Friday, March 2, 2007

More on cartooning and superheroes

Since there was so much interest in the earlier post about cartooning in mainstream superhero comics, I thought I'd start an open topic on the subject. What are some of your favorite examples of outstanding cartooning from Marvel or DC (or Valiant or Charlton or etc.)? Here are a few of mine (with thanks to Matt Brady for jogging my mind):

-John Buscema on Avengers. As I wrote in the original post, Buscema seemed to excel at drawing villains. The Living Laser never looked more brutish than on the cover to Avengers #79.

-We all remember Frazer Irving's work on Klarion, but he was also very good on Iron Man: The Inevitable. Irving's Tony Stark was as dapper as ever, but also seemed smaller and more vulnerable.

-When I think of great Golden Age superhero cartoonists, Jack Cole is the first to come to mind. But Dick Sprang isn't far behind.

-Richard Corben's recent stint on Ghost Rider was an absolute pleasure, possibly my favorite art on any Marvel comic from recent memory.

What are your favorites?

11 comments:

Dan Coyle said...

Corben's recent Ghost Rider stint was indeed beautiful, as was his recent Edgar Allan Poe's Haunt of Horror series from MAX.

John Paul Leon has been turning out the work of his career on the sadly underrated The Winter Men (although TBH, the first issue of the series was pretty weak in terms of writing, but it got much better by the second issue).

I'm a huge Marvel Fanboy, that's why I have Universe X and Paradise X, but I also love Dougie Braithwaite's figure work and storytelling.

William Vance's Frank Thorne by way of Takao Saito work in the recent XIII Vol. 1: Day of the Black Sun trade from Dabel Bros. and Marvel is very good.

Matt Brady said...

Man, how could I have forgotten Richard Corben in that last thread?! I didn't read his Ghost Rider issues due to lack of interest in the character (and writer), but I was tempted. Loved his Poe adaptations though, and I'm REALLY looking forward to his upcoming Lovecraft adaptations.

Jones, one of the Jones boys said...

Dick, you're going off message. Remember the mission statement: "I mock those who write about comics on the internet."

Think negative thoughts!

Vaklam said...

Someone mentioned Immonen in the last post and I agree with that. His sense of design, framing and color blow me away.

I also like Jim Mahfood's stuff when it's paired with an appropriate story. Sometimes his art knocks me out of the mood they're trying to establish.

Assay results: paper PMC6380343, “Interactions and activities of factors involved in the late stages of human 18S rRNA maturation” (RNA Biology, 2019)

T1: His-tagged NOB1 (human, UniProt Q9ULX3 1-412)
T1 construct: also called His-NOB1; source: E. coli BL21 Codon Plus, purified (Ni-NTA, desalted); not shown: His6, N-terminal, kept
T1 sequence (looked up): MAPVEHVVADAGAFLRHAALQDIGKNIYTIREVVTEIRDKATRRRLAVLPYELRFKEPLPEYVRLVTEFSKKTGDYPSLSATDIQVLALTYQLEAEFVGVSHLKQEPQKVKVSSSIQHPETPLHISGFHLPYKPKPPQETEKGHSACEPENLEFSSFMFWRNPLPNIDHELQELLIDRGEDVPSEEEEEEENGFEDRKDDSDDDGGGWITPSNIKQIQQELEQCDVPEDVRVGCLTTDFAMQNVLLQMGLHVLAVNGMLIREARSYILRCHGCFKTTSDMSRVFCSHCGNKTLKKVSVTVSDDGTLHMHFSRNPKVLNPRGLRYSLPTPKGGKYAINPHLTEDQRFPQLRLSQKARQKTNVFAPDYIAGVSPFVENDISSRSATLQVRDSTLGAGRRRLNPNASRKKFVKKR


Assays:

Carla Speed McNeil has a kind of cartoony sensibility that I enjoy. Her stuff leans more toward the realistic side but there's enough exaggeration in there to qualify.

Dick Hyacinth said...

The thing which most annoys me about so-called Silver Age "experts" is their utterly shameful neglect of the great John Buscema. You hear plenty about Sekowksy or Romita, but not enough about the man whose only peers were Kirby, Kubert, and Ditko (some might add Adams and Kane to that list, including me in moments of weakness, but ultimately those people will always prove themselves fools). The ongoing anti-Buscema bias, perhaps spurred by his admitted distaste for the superhero genred, is evidence that bloggers covering the SA are all doddering codgers, divorced from both reality and (if possible) their own nostalgia.

That any better, Jones?

Dan Coyle said...

I never understood the J. Buscema hate. Gil Kane thought superheroes were painfully limited- The Last Heroes was his attempt to tackle them in real world, operatic terms. But no one runs Kane down for this, nor should they.

Speaking of Kane and Buscema, how come no one talks about their final work, Superman: Blood of my Ancestors? It's basically Blackmark on Krypton but it's excellent.

Jones, one of the Jones boys said...

Yeah, I'm feeling it now. Especially the deliberate iconoclasm in your rankings (Buscema over Adams? Really? And what about Steranko?)

Dick Hyacinth said...

Adams and Steranko turned their backs on comics (or started a company that made the sort of comics that, when I was 11, I would flip through and put right back on the rack because they were so muddy, goofy, and generally unappealing, and bear in mind here that I really liked Neal Adams' X-Men, much more so than the contemporary X-Men comics of my youth, both of which I was very familiar at this time). I actually like both of them quite a bit, but compared to Buscema or Kubert they're kind of like an incredible, incendiary guitar solo appended to an okay-but-it's-not-making-me-forget-"In a Jar"-or-"Freak Scene"-or-even-"The Wagon"-and-a-returing-Lou-Barlow-isn't-really-doing-it-for-me-either kind of song (much like some new album I heard recently, but I can't quite remember which one).

The Fortress Keeper said...

I always liked Frank Robbins, Nick Cardy, Ramona Fradon and, of course, John Buscema.

Golden Age? Few people beat Cole, Eisner, Reed Crandall and Lou Fine.

Anonymous said...

Nice to see Corben get some positive attention from comics fans. Corben's fellow underground artists have often been less than complementary. I was amazed when Frank Stack took a cheap shot a Corben in a recent online interview, lumping Corben in with Tod McFarlane, of all people. Bill Griffith is another underground guy who has nothing but venom for Corben. And there's a big hole in Rosenkrantz's [i]Rebel Visions[/i] where Corben ought to be. Jack Jackson, on the other hand, was an unabashed fan, as are Wrightson, Mignola, Haspiel, and plenty of others, so I guess it all evens out somehow...

Too bad nobody will pay Corben to do a long graphic novel in his full-colour [i]New Tales of the Arabian Nights[/i] style, or put together a lavish, non-Bowdlerized collection of Corben's underground work.

Ah well...

Anonymous said...

Correction: ...less than complimentary...